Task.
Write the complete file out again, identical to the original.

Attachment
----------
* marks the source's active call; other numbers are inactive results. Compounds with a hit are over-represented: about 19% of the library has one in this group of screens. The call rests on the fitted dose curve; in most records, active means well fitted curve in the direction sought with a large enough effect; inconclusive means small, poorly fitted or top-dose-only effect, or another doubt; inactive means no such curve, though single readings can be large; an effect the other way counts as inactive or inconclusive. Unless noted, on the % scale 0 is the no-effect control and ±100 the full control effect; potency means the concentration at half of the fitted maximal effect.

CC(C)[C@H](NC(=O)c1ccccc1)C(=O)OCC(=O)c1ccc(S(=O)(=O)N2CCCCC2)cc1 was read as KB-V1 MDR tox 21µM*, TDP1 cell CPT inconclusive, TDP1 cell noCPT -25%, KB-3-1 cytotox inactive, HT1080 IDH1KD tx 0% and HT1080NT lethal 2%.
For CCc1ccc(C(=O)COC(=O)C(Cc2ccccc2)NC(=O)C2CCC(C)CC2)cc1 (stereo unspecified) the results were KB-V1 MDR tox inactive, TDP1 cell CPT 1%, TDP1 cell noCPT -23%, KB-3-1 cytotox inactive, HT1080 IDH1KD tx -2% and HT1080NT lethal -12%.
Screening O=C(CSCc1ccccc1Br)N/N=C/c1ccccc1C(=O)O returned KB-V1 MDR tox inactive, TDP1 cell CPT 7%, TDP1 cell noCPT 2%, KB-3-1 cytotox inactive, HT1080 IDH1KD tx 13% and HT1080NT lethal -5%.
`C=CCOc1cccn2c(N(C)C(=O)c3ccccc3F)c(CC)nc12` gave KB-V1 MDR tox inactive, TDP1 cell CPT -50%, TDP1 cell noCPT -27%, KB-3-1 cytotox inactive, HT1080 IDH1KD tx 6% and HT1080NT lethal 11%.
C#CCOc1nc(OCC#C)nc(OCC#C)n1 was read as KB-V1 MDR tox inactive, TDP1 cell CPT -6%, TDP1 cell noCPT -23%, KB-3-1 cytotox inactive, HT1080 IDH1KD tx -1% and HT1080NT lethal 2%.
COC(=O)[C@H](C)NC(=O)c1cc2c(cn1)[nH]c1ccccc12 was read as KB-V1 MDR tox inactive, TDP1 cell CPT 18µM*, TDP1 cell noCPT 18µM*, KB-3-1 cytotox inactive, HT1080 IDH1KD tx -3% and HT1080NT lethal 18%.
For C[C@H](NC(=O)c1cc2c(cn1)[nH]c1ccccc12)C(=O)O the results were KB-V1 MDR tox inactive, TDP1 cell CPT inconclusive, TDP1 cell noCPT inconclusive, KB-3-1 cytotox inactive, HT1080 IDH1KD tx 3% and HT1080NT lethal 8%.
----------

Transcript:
* marks the source's active call; other numbers are inactive results. Compounds with a hit are over-represented: about 19% of the library has one in this group of screens. The call rests on the fitted dose curve; in most records, active means well fitted curve in the direction sought with a large enough effect; inconclusive means small, poorly fitted or top-dose-only effect, or another doubt; inactive means no such curve, though single readings can be large; an effect the other way counts as inactive or inconclusive. Unless noted, on the % scale 0 is the no-effect control and ±100 the full control effect; potency means the concentration at half of the fitted maximal effect.

CC(C)[C@H](NC(=O)c1ccccc1)C(=O)OCC(=O)c1ccc(S(=O)(=O)N2CCCCC2)cc1 was read as KB-V1 MDR tox 21µM*, TDP1 cell CPT inconclusive, TDP1 cell noCPT -25%, KB-3-1 cytotox inactive, HT1080 IDH1KD tx 0% and HT1080NT lethal 2%.
For CCc1ccc(C(=O)COC(=O)C(Cc2ccccc2)NC(=O)C2CCC(C)CC2)cc1 (stereo unspecified) the results were KB-V1 MDR tox inactive, TDP1 cell CPT 1%, TDP1 cell noCPT -23%, KB-3-1 cytotox inactive, HT1080 IDH1KD tx -2% and HT1080NT lethal -12%.
Screening O=C(CSCc1ccccc1Br)N/N=C/c1ccccc1C(=O)O returned KB-V1 MDR tox inactive, TDP1 cell CPT 7%, TDP1 cell noCPT 2%, KB-3-1 cytotox inactive, HT1080 IDH1KD tx 13% and HT1080NT lethal -5%.
`C=CCOc1cccn2c(N(C)C(=O)c3ccccc3F)c(CC)nc12` gave KB-V1 MDR tox inactive, TDP1 cell CPT -50%, TDP1 cell noCPT -27%, KB-3-1 cytotox inactive, HT1080 IDH1KD tx 6% and HT1080NT lethal 11%.
C#CCOc1nc(OCC#C)nc(OCC#C)n1 was read as KB-V1 MDR tox inactive, TDP1 cell CPT -6%, TDP1 cell noCPT -23%, KB-3-1 cytotox inactive, HT1080 IDH1KD tx -1% and HT1080NT lethal 2%.
COC(=O)[C@H](C)NC(=O)c1cc2c(cn1)[nH]c1ccccc12 was read as KB-V1 MDR tox inactive, TDP1 cell CPT 18µM*, TDP1 cell noCPT 18µM*, KB-3-1 cytotox inactive, HT1080 IDH1KD tx -3% and HT1080NT lethal 18%.
For C[C@H](NC(=O)c1cc2c(cn1)[nH]c1ccccc12)C(=O)O the results were KB-V1 MDR tox inactive, TDP1 cell CPT inconclusive, TDP1 cell noCPT inconclusive, KB-3-1 cytotox inactive, HT1080 IDH1KD tx 3% and HT1080NT lethal 8%.